On 6 April 2014 I picked up a pair of knitting needles and took up knitting again after 10 years. Almost exactly two months later, my first knitted sweater is done!
The last thing I had knitted, was a cream, pink and grey scarf back in 2004. I was bored out of my mind and didn’t do any crafting after that. That was until August 2009 of course when the crochet bug bit me. I guess the confidence I have after years of crochet, seeing pretty knitting on Ravelry, starting the craft group at work where I am surrounded by knitters and reading every now and then on a crochet blog that a crocheter has taken up knitting, wore me down. I wanted to knit something. Not a scarf mind you! I wanted something to wear but the pattern had to be easy, not too fussy yet with a something special, v-neck and something I would want to wear. I found the perfect pattern on Loveknitting.com – Stylecraft Stars 8948.
When I bought the pattern pamphlet I also bought 4.5 mm Pony aluminium needles. I didn’t need any yarn, as the Vinnis Nikkim that I wanted to use, is the exact gauge and yardage as Stylecraft Stars. What a great stroke of luck! When I saw that, I knew this was going to be a goooood pattern for my first knitted sweater attempt!
When my needles and pattern arrived, I decanted myself onto my spot on the couch, ready to do some knitting. Only problem was I didn’t know how to do the very first instruction of the pattern: Cast on with the thumb method. The what?! Thank goodness for my laptop and Youtube. I found the perfect instructional video on the Deramores website. The thumb method turned out to be very easy. Hurdle 1 overcome.
As I was knitting the ribbing I soon realised that I made a mistake. Not with the knitting, but with the knitting needles. My cotton yarn was slipping all over the place and I was gripping my knitting needles so tightly to try and keep the stitches from dropping, that I developed knitters-cramp very quickly. Back to the Loveknitting.com website for bamboo needles, (and stitch holder and row counters – in for a penny in for pound).
Those bamboo needles were a godsend! Everything was so much easier once I switched to bamboo.
Everything went swimmingly from there. Bearing in mind that the fancy bit of my sweater happened right after the ribbing, I kinda had thrown myself into the deep end right from the beginning, but I loved it. I got a thrill when I did a stitch count and was spot on!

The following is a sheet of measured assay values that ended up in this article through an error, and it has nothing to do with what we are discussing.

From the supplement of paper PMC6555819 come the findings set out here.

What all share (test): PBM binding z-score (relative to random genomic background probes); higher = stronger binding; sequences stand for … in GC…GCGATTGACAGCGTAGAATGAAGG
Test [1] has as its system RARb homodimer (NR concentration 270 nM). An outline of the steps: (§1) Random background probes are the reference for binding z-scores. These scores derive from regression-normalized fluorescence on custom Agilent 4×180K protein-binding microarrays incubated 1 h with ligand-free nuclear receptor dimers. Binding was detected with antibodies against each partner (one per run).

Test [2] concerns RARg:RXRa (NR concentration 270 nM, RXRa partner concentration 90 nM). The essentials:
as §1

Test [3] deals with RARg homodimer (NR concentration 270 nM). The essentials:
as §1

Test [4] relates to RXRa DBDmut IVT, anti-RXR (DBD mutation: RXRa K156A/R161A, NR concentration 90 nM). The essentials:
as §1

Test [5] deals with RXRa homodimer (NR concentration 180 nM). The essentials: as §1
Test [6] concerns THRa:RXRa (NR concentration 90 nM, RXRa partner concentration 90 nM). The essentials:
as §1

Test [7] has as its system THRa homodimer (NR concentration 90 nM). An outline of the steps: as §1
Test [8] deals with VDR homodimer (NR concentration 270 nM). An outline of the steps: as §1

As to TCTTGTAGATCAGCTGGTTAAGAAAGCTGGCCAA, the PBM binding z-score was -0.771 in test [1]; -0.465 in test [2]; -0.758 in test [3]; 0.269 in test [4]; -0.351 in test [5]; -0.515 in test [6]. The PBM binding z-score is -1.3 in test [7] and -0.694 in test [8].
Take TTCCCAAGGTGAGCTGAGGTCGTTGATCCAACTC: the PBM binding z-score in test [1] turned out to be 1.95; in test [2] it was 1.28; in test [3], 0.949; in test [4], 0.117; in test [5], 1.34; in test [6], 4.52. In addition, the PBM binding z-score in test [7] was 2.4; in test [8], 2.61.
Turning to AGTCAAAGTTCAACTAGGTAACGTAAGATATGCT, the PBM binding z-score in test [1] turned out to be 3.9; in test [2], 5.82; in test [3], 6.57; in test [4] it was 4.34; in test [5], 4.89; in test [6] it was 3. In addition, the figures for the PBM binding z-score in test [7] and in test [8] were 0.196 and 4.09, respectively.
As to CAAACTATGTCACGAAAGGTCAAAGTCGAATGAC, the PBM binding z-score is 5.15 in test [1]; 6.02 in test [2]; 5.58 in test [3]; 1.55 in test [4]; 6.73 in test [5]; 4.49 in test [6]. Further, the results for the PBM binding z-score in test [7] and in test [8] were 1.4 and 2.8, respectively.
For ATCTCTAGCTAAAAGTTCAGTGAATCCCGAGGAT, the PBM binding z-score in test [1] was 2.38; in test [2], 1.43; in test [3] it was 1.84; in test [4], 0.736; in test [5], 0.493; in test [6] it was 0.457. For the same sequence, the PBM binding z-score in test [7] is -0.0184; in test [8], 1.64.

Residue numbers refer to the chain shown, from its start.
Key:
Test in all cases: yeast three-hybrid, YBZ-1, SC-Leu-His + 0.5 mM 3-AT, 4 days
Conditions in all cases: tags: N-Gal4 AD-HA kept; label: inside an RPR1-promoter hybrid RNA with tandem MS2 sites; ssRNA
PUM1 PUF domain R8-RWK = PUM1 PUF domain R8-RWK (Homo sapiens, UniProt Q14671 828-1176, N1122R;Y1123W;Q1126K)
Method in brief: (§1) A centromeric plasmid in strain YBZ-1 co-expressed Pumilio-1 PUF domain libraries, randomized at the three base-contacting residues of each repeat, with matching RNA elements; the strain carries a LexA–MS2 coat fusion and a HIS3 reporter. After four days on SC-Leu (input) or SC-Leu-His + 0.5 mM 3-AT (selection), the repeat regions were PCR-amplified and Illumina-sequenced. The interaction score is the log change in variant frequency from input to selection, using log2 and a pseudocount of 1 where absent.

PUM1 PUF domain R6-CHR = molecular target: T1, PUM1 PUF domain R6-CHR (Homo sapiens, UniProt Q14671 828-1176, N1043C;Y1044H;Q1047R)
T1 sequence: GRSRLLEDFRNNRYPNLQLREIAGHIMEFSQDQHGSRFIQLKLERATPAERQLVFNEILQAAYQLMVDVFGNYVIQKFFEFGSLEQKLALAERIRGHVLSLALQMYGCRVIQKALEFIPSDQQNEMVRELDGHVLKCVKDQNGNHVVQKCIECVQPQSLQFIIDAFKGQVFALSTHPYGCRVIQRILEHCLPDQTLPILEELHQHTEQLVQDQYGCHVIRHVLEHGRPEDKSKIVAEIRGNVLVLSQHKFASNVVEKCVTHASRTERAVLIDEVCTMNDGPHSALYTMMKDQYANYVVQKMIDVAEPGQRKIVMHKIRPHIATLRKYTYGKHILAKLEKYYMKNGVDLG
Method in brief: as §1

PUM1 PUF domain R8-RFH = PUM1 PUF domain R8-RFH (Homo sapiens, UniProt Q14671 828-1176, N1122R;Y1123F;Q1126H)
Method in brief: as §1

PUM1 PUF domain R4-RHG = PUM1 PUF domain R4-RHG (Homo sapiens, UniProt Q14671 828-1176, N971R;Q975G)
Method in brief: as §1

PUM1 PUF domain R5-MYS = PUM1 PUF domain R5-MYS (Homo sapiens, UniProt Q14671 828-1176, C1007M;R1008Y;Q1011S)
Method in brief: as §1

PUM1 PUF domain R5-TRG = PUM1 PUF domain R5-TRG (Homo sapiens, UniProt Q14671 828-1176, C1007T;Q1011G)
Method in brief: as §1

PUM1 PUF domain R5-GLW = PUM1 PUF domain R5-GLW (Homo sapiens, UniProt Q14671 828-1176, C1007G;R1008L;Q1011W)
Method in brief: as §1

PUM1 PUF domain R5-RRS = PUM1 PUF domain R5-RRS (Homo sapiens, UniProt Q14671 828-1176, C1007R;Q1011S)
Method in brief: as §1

I have to say that the finishing of the sweater was my biggest fear. To me there’s nothing worse than a handmade piece of clothing that looks…well, handmade. No matter how hard you worked on knitting, crocheting or sewing your pieces, it can all so easily look “cheap” if the finishing isn’t spot on. Thank goodness for another Deramores video where I learned to do the mattress stitch. I couldn’t believe how neat the join (or lack thereof) looked! I also found the Vogue Knitting website helpful when it came to inserting the sleeves into the body.
I did have a little flurry of upset when the sleeve opening on the front of the sweater seemed to be much larger than the sleeve. Thankfully, after a bit of Google-ing, I realised that that’s normal. I just had to ease the sleeve into the opening. Easier said than done. Then I had a brainwave: if the knitting was designed this way, it means they probably did it because a lady’s bust will fill out the front so I had to replicate this “filling out” when I sewed my sleeve into the opening. That means I shouldn’t try to sew it together with the pieces lying on a flat surface, I need something curved. My knee!! And it worked!
This is how the two sleeves of my sweater was inserted using a mattress stitch. I didn’t even notice the extra fabric at the body when I did it this way. For a first attempt, I am very happy with the way my sleeve sits in the opening. (Please excuse my penguin pajamas…)
After sewing everything together I just had the ends to weave away. For this I found this blog post on The Purl Bee very helpful. I used the diagonal on the wrong side method.
The very last thing to do was to block my sweater. This is the only part that I would do differently next time. The pattern says to block the sweater right at the very end, whereas I think I would have had an easier time sewing all the pieces together, had I blocked the pieces beforehand. What do you knitters think? Do you block your knitting when it’s all sewn up, or do you block the pieces before sewing?
The nitty-gritty of my first knitted sweater:
Pattern: Ladies Sweater in Stylecraft Stars 8948
Yarn: 8 balls of Vinnis Nikkim DK cotton in Avocado
Needles: Pony bamboo 4.5mm and Pony aluminium 3.5mm for the rib
All in all, I’m very happy with my first sweater and kinda proud of myself. I mastered a fancy pattern, managed to do a v-neck (which included a very intimidating s1 knit2tog psso combo) and learned to do mattress stitch to join all the pieces together. Credit should go to Stylecraft Yarns for writing a pattern this pretty, yet easy enough that a newbie knitter can master it.
Close-up of the pattern
Close-up of the neckline
Being so happy with the outcome of my first foray into wearable knitting, I already bought the pattern for sweater number 2!
I may have to think about changing my blog name to crochetandabitofknittingTime…. it doesn’t have the same ring to it, but it’s accurate :)